My rating: 4 of 5 stars
**DISCLAIMER: This review is written by one of the contributors from the anthology. Please read with discretion.**
In her Borderlands/La Frontera, Gloria Anzaldúa writes of the mestiza consciousness: “The new mestiza copes by developing a tolerance for contradictions, a tolerance for ambiguity. She learns to be an Indian in Mexican culture, to be a Mexican from an Anglo point of view. She learns to juggle cultures. She has a plural personality, she operates on a pluralistic mode–nothing is thrust out, the good, the bad, and the ugly, nothing rejected, nothing abandoned. Not only does she sustain contradictions, she turns the ambivalence into something else.” The Filipino-ness, as discussed by Rocio G. Davis in his introduction and depicted by the twenty-plus authors in this anthology, develops more than a tolerance for contradictions but zeroes in on the good, the bad, and the ugly, drawing strength, voice, character, and meaning out of the ambiguity that lies at the inherent core of Filipino and Fiilpino-American experiences. Filipino history is Pluralism, and Cecilia Manguerra Brainard through her keen compilation and organization of these deceptively simple tales shows readers the complexity of individual experiences and stories in this beautifully orchestrated anthology.
Your Salonniere has organized the reading list for this summer’s Collegiate Seminar Faculty Retreat for Saint Mary’s College of California. The theme of this retreat, “Into the Woods,” focuses on perception and consciousness of the Unknown, the Other, and the Wild. Inspired by the advocacy work of poet and professor Barbara Jane Reyes, who also introduced me to Jenifer K. Wofford’s art, these selections, juxtaposed together, will hopefully reveal surprising similarities among artists who might otherwise seem disparate. I’m looking forward to seeing how the faculty respond to the works individually and as a collective.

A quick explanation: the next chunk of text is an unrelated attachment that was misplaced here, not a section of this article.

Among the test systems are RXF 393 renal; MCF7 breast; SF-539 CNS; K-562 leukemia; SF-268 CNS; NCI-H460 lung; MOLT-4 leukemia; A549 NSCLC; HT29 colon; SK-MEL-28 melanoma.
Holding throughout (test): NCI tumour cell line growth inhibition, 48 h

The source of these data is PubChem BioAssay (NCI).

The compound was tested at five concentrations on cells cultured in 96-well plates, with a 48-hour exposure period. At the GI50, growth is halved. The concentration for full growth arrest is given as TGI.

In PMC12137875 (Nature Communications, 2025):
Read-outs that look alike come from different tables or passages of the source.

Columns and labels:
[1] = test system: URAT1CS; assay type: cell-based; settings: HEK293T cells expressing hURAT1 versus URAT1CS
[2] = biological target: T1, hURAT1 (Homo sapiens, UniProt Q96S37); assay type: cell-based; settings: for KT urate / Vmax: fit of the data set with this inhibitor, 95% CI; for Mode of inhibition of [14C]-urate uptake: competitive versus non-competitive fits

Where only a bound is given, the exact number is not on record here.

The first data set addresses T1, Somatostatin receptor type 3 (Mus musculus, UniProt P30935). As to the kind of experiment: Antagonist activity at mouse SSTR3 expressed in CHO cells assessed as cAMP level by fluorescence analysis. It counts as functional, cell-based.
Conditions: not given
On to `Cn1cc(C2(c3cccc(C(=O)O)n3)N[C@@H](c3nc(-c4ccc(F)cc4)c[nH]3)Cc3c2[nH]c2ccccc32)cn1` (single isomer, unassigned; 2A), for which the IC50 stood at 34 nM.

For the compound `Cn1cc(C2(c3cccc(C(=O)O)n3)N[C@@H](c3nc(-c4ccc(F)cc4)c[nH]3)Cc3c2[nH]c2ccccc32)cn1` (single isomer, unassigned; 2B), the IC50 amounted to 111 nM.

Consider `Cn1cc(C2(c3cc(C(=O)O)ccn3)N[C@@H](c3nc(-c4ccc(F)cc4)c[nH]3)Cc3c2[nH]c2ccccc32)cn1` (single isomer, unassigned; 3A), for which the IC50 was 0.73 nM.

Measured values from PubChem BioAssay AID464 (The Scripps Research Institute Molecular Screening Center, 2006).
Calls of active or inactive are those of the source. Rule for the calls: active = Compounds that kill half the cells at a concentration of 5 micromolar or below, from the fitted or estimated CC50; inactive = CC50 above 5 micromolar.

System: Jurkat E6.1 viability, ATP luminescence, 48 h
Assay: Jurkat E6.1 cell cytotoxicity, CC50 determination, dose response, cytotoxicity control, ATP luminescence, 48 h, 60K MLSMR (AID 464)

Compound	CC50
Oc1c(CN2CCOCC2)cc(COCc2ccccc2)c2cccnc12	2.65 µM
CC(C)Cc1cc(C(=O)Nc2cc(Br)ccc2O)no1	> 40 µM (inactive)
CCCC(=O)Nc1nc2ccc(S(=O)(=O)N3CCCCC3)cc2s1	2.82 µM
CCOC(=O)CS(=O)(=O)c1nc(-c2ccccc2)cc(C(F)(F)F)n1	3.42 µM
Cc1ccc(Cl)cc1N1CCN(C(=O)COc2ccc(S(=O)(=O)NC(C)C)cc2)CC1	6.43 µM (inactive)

Schedule for the Neville and Juanita Massa Institute
10:00 am – noon, Session II: Trinh T. Minh-ha, “The Language of Nativism” (46-64) (essay excerpt), from Women Native Other, 1989 [facilitator TBD].
7:30 – 9:30pm, Session III: E.M. Forster, “Introduction” and “Other Kingdom” (short story) from The Celestial Omnibus and Other Stories, 1947[facilitator TBD].
Saturday, July 31
10:00am – noon, Session IV: Carlos Bulosan, “The Growth of Philippine Culture” (115-123), “My Education” (124-130), “Freedom from Want” (131-134) (essays) from On Becoming Filipino: Selected Writings and Jenifer K. Wofford, “MacArthur Nurses” (painting) 2008, and MacArthur’s Leyte Landing, (photo) October 1944 [facilitator TBD]
7:30 – 9:00pm, Session V: Louise Erdrich, “The Good Tears” from Love Medicine (novel excerpt) 1984.
Sunday, August 1
10:00am – noon, Session VI: Slavoj Zizek, “The Communist Hypothesis” (111-125) (philosophy excerpt) from First as Tragedy, Then as Farce, 2009.